A Spurs fan's ode to David Stern

Scott Halleran

Dear Mr. Stern, if you can ignore all the times I wrote terrible things about you, and the thousands of times where I simply thought them, I'd love to shake your hand. You were the best commissioner the Spurs ever had.

This might come as a shock to some, but I'm a huge fan of David Stern.

No, seriously.

I know, you're thinking, "Why would a Spurs fan like that guy? Didn't he fine Gregg Popovich $250,000 for not playing his best guys in the fourth road game in five nights? Doesn't he have some kind of vendetta against the Spurs?"

Yes, it's true, I haven't always seen eye to eye with Stern's way of doing things. I admit, there have been a couple times where I've felt the officiating went deliberately against the Spurs in the postseason, in 2006 and 2012, to be specific. There have been times where I've felt that they've been jobbed by the scheduling, or with the team's general lack of promotion, or even on fishy trades that benefited the Lakers.

In the big picture though, all those petty sleights and whack-job conspiracy theories pale in comparison to what really matters, to what Stern has helped foster for basketball fans across the globe. He is more responsible for the success and popularity of this sport than Michael Jordan, Magic Johnson and Larry Bird put together. Shaquille O'Neal? LeBron James? Yao Ming? Their legacies are nothing compared to Stern's. It's not even close.

To understand why I admire the man so much, all you'd have to do is go back in time a couple of months, to December 2nd, when the Spurs beat the Atlanta Hawks 102-100. In that game there was this stretch in the third quarter where the five Spurs on the floor were Tony Parker, a Frenchman born in Bruges, Belgium to a Dutch mother and a father from Chicago; Manu Ginobili, who hailed from Bahia Blanca, Argentina, whose grandparents were Italian immigrants; Tim Duncan from St. Croix in the Virgin Islands, who only took up the sport of basketball after his hometown swimming pool was destroyed by Hurricane Hugo; defensive bedrock Tiago Splitter, a native of Joinville, Brazil; and new addition Marco Belinelli, who was a teammate of Ginobili's once upon a time in his hometown of Bologna, Italy.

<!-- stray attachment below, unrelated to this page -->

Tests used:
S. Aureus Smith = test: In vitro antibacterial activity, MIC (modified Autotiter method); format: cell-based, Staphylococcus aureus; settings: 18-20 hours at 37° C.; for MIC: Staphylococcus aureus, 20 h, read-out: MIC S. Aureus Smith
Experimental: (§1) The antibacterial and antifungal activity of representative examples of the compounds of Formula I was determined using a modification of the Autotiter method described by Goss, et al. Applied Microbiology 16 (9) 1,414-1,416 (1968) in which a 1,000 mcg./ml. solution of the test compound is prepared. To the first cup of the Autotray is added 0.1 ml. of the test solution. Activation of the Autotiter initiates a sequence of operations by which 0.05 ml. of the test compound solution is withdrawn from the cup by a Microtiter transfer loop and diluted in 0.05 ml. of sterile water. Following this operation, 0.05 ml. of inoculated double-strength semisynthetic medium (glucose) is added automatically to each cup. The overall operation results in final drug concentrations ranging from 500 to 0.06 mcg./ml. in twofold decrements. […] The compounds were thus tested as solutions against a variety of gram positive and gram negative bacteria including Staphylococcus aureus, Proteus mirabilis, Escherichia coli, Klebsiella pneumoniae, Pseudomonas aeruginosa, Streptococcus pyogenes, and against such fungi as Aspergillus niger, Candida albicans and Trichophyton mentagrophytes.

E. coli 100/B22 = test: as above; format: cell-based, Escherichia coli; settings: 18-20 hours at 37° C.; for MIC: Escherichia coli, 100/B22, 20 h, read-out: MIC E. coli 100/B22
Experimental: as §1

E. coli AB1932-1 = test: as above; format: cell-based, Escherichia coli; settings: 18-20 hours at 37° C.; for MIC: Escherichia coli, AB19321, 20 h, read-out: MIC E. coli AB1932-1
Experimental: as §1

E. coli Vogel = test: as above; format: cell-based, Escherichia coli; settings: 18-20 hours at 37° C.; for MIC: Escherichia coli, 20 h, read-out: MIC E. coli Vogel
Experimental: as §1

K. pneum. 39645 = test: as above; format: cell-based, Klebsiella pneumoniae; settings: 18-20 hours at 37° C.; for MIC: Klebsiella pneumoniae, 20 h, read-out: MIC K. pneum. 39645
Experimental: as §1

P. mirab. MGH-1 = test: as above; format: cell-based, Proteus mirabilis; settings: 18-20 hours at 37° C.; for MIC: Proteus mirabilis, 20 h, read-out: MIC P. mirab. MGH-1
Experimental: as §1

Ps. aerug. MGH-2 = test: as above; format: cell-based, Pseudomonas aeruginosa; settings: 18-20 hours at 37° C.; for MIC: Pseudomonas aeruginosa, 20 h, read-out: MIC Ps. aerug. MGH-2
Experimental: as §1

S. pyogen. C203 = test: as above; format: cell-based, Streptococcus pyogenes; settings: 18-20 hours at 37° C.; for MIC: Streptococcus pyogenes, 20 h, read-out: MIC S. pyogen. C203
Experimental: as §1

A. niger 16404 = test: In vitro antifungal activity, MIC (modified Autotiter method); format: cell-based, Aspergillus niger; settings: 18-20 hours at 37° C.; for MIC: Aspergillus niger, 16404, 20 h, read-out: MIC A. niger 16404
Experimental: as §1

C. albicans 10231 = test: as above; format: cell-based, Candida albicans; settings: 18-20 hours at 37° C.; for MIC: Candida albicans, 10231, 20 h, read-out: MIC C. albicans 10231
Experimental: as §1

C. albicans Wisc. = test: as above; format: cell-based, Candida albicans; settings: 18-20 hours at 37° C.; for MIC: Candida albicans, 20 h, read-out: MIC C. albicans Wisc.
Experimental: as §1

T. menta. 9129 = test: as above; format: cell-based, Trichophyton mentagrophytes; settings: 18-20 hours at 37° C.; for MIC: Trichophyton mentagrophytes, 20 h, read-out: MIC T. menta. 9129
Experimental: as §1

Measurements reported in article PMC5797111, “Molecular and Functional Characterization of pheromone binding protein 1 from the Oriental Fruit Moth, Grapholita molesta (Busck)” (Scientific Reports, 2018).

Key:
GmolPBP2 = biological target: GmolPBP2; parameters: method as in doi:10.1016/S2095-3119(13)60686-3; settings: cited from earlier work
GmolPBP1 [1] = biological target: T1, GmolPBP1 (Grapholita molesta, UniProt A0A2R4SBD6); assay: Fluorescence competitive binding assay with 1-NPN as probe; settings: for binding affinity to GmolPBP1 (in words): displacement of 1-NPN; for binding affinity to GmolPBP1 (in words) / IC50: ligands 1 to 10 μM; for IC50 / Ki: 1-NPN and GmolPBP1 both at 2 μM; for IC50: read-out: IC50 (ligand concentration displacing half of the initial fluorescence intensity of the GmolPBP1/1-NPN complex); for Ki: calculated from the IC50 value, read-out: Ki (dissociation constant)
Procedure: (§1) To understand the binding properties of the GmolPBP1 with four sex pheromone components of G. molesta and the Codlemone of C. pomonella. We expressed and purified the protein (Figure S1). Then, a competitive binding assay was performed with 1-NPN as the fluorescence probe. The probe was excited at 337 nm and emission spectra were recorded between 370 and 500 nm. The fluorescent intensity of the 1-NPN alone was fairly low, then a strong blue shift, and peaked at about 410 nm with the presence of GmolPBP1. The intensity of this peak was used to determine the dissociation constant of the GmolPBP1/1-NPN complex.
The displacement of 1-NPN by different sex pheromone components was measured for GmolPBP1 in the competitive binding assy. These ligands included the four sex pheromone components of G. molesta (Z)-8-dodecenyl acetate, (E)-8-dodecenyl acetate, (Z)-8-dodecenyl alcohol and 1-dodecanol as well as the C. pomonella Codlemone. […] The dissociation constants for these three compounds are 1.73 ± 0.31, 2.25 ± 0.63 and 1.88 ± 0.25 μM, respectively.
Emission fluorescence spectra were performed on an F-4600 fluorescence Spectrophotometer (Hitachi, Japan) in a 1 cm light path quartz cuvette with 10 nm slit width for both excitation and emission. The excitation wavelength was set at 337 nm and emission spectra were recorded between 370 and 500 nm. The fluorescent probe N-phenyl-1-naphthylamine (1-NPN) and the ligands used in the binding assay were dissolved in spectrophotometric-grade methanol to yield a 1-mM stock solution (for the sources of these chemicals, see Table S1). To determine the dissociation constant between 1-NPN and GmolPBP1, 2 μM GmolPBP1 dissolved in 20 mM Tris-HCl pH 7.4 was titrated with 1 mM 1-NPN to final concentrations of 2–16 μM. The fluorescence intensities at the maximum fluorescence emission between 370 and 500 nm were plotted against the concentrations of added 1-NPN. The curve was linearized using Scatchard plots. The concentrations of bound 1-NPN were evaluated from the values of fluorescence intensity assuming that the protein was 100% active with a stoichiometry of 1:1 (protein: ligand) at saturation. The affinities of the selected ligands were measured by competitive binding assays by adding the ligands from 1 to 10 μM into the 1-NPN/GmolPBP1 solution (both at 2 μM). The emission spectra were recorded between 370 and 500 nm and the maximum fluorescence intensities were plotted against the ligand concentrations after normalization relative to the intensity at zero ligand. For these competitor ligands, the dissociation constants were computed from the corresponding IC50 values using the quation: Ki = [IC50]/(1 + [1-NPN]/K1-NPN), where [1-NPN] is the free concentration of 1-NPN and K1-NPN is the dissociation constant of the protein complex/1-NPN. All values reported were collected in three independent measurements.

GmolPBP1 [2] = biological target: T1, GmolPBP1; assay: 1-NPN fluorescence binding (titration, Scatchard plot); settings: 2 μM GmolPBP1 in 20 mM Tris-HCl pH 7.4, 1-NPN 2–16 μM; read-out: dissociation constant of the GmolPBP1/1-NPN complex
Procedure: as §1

After a couple of minutes the Spurs subbed out Splitter and brought in Boris Diaw, of Cormeille-en-Parisis, France, a close friend of Parker since their basketball academy days in their early teens. A short time later Parker heads to the bench in favor of Patty Mills, from Canberra, Australia. In all, 10 of the 15 men on the Spurs roster are foreign born, and six of them never attended an American college.

Of course the original "Dream Team" that won the gold medal in the 1992 Olympics in Barcelona is what opened the floodgates for the game's international popularity, inspiring not just the Ginobili's and Parker's of the world but also the Gasol brothers in Spain, Dirk Nowitzki in Germany, Yao in China and countless others.

Though the idea of letting American professionals play in the games was the brainchild of a Serbian FIBA Secretary General named Borislav Stankovic and was then shepherded along by a few league and USA Basketball executives, among them Russ Granik and Dave Gavitt, it was Stern that got Magic Johnson to buy in. This was no small feat at the time since he had recently retired from the NBA after announcing that he was HIV-positive. The world didn't have the knowledge or information about HIV or AIDS then that it does now, and there was a lot of controversy about Johnson's inclusion in the team, but Stern never wavered in his stance that Johnson should play. Once Johnson was on board, he got Larry Bird to commit, even though he was practically in traction by that point with a chronic back ailment that would soon force his retirement. Getting Johnson and Bird to sign on was the only way they could convince Michael Jordan to give up his summer for the cause. Jordan initially wanted no part of the Games, having already won a gold medal as a collegian in 1984.

Team USA would've assuredly won the gold anyway without those three legends, but there's no telling how much more influence and exposure that team had on the basketball-obsessed youngsters of the world than it would have if the main attractions were Charles Barkley and Patrick Ewing.